August 29, 1996
Assisting Justice Minister Kevin Minson today announced a major restructure of young offender management in Western Australia.
Mr Minson said the emphasis would be on offenders repaying the community for the damage their behaviour had caused and on reducing the incidence of re-offending.
The overhaul included replacing Camp Kurli Murri with mobile work camps and creating a high intensity treatment centre as a court-endorsed option for young offenders facing their first jail sentence.
"There will also be an intensive supervision centre for persistent young offenders who are likely to re-offend after they are released," the Minister said.
"In addition, the Ministry of Justice will undertake a comprehensive review of programs targeting offenders facing a custodial sentence for the first time.
"This approach is based on the recommendations to the State Government contained in Judge Kingsley Newman's report into Western Australian detention methods, which I received at the beginning of this month.
"Judge Newman is regarded as one of Australia's leading experts in this field and many of the proposals in his report are worthwhile."
In his report Judge Newman congratulated the WA Government on its `serious attempt' to reduce juvenile crime by establishing a work camp but said the model needed to be re-examined.
"It should be remembered Camp Kurli Murri was a pilot program and as such was subject to review and was just one part of the State Government's overall strategy to reduce juvenile offending," Mr Minson said.
"The early results from the camp were positive, with a good reception to it from the town of Laverton and nearby mining companies who employed a number of the offenders after they had completed the program.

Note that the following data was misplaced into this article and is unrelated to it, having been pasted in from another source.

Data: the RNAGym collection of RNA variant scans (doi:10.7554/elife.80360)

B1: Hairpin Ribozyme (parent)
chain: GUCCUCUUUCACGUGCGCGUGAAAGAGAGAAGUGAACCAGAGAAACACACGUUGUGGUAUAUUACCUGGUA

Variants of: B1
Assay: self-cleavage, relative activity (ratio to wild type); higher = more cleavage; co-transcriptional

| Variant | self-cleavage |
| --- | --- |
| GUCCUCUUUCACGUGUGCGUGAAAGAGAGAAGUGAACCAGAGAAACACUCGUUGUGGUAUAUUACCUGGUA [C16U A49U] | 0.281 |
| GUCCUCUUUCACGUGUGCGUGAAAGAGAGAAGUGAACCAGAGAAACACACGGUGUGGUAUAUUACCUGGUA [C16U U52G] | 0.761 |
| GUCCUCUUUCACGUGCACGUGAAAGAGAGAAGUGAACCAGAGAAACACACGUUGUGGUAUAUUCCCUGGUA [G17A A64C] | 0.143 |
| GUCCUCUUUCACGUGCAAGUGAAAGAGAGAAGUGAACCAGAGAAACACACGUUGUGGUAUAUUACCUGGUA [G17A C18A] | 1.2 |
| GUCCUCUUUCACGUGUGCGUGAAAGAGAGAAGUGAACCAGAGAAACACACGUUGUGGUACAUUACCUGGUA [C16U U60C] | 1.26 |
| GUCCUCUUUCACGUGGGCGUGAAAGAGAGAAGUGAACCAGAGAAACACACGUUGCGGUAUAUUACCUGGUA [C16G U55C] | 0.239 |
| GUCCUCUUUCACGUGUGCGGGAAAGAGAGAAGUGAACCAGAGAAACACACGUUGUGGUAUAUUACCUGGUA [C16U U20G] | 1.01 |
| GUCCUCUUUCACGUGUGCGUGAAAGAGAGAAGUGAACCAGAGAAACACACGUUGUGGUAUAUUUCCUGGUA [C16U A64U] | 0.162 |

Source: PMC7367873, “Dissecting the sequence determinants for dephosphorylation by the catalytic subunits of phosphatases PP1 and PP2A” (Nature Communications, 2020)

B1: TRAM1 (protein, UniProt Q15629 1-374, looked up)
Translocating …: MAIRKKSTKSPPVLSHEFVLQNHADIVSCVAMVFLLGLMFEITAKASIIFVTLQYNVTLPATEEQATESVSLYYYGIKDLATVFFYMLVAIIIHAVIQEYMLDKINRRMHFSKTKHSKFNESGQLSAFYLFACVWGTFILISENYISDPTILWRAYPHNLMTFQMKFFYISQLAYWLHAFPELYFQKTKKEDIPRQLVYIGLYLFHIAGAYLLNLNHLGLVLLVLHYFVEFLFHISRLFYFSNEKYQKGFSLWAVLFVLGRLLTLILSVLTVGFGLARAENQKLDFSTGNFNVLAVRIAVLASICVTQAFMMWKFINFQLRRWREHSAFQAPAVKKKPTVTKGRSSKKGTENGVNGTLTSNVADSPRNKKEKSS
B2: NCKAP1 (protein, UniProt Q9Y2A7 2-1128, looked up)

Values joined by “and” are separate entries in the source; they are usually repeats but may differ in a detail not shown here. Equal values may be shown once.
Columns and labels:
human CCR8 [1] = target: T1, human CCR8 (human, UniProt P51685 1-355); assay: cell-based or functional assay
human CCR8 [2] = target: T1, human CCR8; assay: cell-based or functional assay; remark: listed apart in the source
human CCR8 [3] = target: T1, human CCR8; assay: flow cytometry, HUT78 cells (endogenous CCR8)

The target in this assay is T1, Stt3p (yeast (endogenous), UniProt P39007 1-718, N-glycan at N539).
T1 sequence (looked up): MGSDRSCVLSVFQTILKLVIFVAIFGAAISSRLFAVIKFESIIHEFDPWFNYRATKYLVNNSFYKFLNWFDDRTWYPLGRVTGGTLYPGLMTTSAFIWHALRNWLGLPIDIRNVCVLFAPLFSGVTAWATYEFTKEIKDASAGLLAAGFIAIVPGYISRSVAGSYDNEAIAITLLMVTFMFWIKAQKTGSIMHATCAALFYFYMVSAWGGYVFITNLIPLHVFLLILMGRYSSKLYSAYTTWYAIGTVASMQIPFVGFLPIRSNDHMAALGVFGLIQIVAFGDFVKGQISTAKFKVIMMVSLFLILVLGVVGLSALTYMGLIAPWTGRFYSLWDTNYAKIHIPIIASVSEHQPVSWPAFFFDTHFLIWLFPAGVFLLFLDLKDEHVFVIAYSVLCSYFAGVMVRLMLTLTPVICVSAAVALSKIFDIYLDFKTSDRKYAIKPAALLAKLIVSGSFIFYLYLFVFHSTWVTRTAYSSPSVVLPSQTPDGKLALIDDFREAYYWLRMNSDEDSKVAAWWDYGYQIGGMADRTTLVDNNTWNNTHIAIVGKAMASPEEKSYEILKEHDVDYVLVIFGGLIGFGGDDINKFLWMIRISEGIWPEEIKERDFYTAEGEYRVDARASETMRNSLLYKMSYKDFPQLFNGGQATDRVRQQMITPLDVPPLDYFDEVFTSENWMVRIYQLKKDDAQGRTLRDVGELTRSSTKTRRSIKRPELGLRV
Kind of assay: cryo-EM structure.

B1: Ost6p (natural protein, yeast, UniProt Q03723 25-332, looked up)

"However, further studies have indicated a change in the approach to offender management is needed in the area of young offenders and Judge Newman's recommendations regarding the camp are among those the Government is now implementing."
Mr Minson said the report recommended the camp be closed because its guidelines were too narrow to maximise its use, it was too isolated for family and professional support and, in its present form, there was too little emphasis on restitution to the community.
"The challenge is to now implement an integrated system which works better," he said.
"This will be a four-way approach with an emphasis on giving something back to society through community work and reducing re-offending.
"The Government is not backing away from the idea of work camps but it recognises that their role in the system needs to be changed to render them effective."
Mr Minson said mobile work camps would take groups of either adult or juvenile prisoners and put them to work on a series of projects ranging from community work through to longer term projects such as the Bibbulmun Track.
The Newman Report also stressed that governments needed to make a clear distinction between young offenders on the verge of being jailed for the first time and those who were persistent repeat offenders.
The intensive supervision centre would specifically target repeat offenders aged between 16 and 21.
The centre would continue programs started in jail, including community work, and help establish links to the community through TAFE, employment and the offender's family.
"It is essential that the problem of young offenders in our community be kept in context," Mr Minson said.
"Over the last three years the number of charges heard in the Children's Court has dropped by 22 per cent and the number of juveniles being sentenced to jail has fallen by 30 per cent.
"At any one time we have about 70 juveniles in detention.
"The reality is that most of the crime is carried out by a few hard-core recidivists. The majority of those who offend cease after their first contact with police or the law.
"It is the hard-core few, as well as those who are in danger of joining their ranks, that this integrated strategy targets."
Media contact: Caroline Lacy 222 9211 or 015 083 526